Black Flag’s 1984 album My War has an ambiguous and controversial status in the history of American rock music, punk and hardcore more specifically. At the time of its release “punk audiences hated it” (Margolis, 2012), Black Flag alienating their core group of listeners. This is arguably because the album itself is a tale of two stories. On the one hand, there is the A-side of the original LP, which is a quite standard collection of six up tempo punk rock and hardcore songs, that are by and large better examples of the genre.

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On the other hand, it is the B-side of the album that inspired the controversy, consisting of three slow tempo songs, which recalled heavy Black Sabbath riffs and leader singer Henry Rollins’ almost spoken word like performance, screaming nihilistic lyrics against the backdrop of Greg Ginn’s Tony Iommiesque guitar. But it is this B-side which, surprisingly, has aged well the most, becoming “a key influence on the later development of indie metal and grunge.” (Margolis, 2012) Listening to this album on and off over the years, however, it is precisely this B-side, so criticized at the time of its release as the reviewers tell us, which does something different, setting an original path, demonstrating that creativity in the evolution of rock music comes from not falling within the cliches of a given genre.

The cover art of the album always has an impacting and sinister quality: a cartoonish like hand puppet holding a knife sinisterly points in a threatening manner, Black Flag’s iconic logo adorning the top of the album cover, the »My War« album title printed along the bottom. An atmosphere is established at the very outset, something threatening and angst-ridden. Certainly, this is not unique to Black Flag, but typical of hard rock genres, but there seems to be something more than an adolescent shock factor.

This »something more« already begins with the first track on the album’s A-side, which bears the same title as the album. If the sights of the album, its visual element is sinister, this is immediately perfectly captured by the opening guitar melodies, down-tuned in minor key, played by the iconic player of punk guitar, Gregg Ginn. This approximately thirty second opening builds atmosphere and tension, demonstrating how music is not only about sound, but the creation of an entire experience. This thirty second almost reflective and melancholic introduction then explodes into the frantic and fast-paced sound of Black Flag, with Henry Rollins’ rabid and aggressive vocals drawing the listener in. I do not think that it would be an exaggeration to say that for a listener of this genre of the music for the first time that they would generally feel a sense of fear in this opening track.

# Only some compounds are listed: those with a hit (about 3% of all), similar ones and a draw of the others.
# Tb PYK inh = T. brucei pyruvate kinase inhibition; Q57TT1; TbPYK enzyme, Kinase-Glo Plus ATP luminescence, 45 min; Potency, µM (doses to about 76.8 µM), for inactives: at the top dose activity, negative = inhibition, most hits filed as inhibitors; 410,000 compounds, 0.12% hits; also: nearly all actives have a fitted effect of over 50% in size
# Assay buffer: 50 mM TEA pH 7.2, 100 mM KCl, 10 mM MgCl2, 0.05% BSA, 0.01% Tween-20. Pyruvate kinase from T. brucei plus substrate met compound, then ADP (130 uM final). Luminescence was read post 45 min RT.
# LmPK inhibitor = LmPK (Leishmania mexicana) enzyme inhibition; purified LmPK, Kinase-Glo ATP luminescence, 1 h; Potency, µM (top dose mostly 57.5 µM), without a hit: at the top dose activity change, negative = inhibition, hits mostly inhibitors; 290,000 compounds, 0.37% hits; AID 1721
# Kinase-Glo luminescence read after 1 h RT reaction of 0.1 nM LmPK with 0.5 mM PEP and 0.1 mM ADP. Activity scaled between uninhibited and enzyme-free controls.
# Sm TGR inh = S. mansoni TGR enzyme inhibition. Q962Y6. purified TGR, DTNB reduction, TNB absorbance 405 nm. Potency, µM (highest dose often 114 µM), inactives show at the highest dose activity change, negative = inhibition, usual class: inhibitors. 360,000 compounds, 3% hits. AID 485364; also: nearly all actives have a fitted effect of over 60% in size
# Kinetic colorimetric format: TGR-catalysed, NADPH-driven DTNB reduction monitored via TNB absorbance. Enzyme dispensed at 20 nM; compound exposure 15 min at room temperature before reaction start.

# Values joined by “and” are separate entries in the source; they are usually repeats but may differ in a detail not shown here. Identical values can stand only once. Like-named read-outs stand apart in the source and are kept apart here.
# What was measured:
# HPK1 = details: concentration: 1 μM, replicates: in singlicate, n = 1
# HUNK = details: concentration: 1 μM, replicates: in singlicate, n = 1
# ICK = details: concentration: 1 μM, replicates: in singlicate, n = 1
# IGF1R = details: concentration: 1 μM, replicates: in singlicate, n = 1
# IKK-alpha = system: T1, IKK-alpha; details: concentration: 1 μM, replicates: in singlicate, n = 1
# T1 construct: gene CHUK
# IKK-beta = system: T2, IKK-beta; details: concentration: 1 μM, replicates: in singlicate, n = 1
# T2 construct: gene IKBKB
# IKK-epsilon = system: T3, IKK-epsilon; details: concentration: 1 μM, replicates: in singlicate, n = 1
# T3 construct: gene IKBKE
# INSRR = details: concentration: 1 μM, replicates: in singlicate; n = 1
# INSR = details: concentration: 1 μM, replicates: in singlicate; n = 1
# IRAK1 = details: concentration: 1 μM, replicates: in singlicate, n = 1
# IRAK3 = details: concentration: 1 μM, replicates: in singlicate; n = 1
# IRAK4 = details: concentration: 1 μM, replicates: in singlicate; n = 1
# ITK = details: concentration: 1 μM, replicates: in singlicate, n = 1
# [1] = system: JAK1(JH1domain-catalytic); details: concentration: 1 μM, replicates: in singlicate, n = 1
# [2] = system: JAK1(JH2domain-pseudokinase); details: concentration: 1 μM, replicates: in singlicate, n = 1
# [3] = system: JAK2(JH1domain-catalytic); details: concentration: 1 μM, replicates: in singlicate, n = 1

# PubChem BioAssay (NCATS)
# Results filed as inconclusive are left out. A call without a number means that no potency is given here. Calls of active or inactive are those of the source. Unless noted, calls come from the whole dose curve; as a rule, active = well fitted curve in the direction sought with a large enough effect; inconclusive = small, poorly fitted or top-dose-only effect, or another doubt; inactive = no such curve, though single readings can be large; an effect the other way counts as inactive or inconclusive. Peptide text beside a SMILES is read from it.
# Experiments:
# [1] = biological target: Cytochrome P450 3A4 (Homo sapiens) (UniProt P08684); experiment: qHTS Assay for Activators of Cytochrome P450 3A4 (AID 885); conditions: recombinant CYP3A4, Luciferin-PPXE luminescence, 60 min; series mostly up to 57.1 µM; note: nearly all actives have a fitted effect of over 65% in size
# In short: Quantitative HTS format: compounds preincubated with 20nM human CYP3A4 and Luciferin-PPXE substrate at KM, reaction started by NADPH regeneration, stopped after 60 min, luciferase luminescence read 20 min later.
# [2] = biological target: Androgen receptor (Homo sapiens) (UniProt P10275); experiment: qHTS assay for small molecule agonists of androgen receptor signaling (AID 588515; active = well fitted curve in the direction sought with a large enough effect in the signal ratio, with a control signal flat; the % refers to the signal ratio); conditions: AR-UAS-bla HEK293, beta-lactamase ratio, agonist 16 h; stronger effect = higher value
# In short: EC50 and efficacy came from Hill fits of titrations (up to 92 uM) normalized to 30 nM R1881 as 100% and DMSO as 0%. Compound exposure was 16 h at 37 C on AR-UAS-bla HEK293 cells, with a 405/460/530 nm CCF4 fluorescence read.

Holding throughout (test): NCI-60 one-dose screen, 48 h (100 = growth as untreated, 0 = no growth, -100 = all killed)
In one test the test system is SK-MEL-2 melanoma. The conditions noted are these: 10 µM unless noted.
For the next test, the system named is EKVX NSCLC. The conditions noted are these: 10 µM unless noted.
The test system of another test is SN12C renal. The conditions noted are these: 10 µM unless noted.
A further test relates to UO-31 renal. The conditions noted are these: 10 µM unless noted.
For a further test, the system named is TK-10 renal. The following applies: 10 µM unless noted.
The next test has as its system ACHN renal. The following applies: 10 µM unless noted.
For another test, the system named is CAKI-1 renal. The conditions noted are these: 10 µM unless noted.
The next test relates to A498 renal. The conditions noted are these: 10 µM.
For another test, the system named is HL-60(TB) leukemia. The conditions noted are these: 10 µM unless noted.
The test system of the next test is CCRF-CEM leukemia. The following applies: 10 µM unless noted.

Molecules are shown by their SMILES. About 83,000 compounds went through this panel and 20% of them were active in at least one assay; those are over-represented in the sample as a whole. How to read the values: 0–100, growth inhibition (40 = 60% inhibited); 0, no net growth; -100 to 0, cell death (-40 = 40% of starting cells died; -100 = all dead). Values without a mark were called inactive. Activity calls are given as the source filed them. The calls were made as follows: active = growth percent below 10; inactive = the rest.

If the album is a tale of two stories, then it is here on the remainder of side A, that the weaker, more typical selections of punk rock appear. Certainly, a fanatic of the genre would appreciate the faster tempos, the crunching guitars, staples of what would be come the unique sound of U.S. hardcore punk. But here there is a familiarity in the playing, in the atmosphere, which takes away from the album. My sentiment when listening to this album is always that “My War” is the song to listen to on Side A, while, if listening to the album in its entirety, I wait in anticipation for side B.

The first track on side B, “Nothing Left Inside”, begins the slower tempo instrumentation and song structure which would have such a profound influence in other music genres. The song itself begins with a sparse drum solo, establishing the framework of the piece, then being joined by Ginn’s repetitive guitar playing, recalling Black Sabbath, and strumming and the use of distortion which is also more heavy metal than punk. Rollins’ bleak lyrics join, creating the dirge-like atmosphere that characterizes side B. Seven minutes later, almost unheard of for the genre, the next song begins, “Three Nights”, also with the same drum solo, but now accompanied by Rollins’ whispering some indecipherable lyrics. Here, poetry and spoken word now integrate with a sound that is more metal than punk. But this would also be an incorrect characterization, as this is more than metal. The instrumentation works as the creation of an atmosphere, a bleak and depressive one, which seems to try to communicate with Rollins’ equally depressive lyrics, speaking out some type of breakdown. “Scream”, the third and final song from the legendary B-side, follows the same pattern, the drums now joined by a bass that uses meditative repetition to build atmosphere, joined by Rollins’ vocals which become more primal as the title of the song anticipates for the listener.

The energy of the A-side and the energy of punk rock music in general is shown to have another part of its narrative in the B-side, one that is much more insecure, but also introspective. This music cannot properly be compared to something called rock music, although in terms of instrumentation, the use of vocals, bass, guitar and drum follow a typical and unoriginal pattern. In this album, these basic forms, however, evolve, into a type of experimental poetry jam session, which is perhaps in one sense more akin to jazz than rock music, although unlike jazz, the voice plays a pivotal role in telling the story, working with the down-tuned music so as to create an introspective and bleak atmosphere, which is more sophisticated than punk, and is demonstrated in the influence this album has and continues to have outside of any one genre.

    References
  • Margolis, Daniel. “50 albums that were unfairly hated on.” www.complex.com October, 23, 2012. Retrieved December 4, 2017 at http://www.complex.com/music/2012/10/50-albums-that-were-unfairly-hated-on/